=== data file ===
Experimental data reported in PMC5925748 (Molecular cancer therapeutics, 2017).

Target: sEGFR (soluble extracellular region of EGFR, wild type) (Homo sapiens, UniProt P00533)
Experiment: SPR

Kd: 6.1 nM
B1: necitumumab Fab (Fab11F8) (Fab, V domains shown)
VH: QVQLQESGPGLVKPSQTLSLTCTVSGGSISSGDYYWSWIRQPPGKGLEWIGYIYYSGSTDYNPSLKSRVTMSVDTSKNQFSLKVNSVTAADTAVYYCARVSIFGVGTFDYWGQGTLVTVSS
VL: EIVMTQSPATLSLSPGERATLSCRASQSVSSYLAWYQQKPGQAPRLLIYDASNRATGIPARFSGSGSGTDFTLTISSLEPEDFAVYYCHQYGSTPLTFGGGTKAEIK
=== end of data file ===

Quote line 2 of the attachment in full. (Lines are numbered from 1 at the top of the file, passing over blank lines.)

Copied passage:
Target: sEGFR (soluble extracellular region of EGFR, wild type) (Homo sapiens, UniProt P00533)